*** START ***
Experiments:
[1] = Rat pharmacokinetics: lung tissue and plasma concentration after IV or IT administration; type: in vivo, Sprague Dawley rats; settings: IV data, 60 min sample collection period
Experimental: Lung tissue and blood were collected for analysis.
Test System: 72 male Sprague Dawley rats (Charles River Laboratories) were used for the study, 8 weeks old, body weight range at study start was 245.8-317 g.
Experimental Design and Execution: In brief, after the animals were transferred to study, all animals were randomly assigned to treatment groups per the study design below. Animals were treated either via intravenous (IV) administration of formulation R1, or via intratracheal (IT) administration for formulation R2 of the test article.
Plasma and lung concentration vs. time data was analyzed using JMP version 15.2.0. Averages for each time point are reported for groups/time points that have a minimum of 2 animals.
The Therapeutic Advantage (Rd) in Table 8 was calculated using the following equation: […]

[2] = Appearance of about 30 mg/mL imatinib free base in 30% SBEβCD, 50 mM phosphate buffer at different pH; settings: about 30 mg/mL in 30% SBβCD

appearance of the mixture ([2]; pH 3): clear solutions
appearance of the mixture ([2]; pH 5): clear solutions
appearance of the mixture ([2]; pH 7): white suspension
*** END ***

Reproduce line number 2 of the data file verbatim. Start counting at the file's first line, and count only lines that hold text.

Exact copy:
[1] = Rat pharmacokinetics: lung tissue and plasma concentration after IV or IT administration; type: in vivo, Sprague Dawley rats; settings: IV data, 60 min sample collection period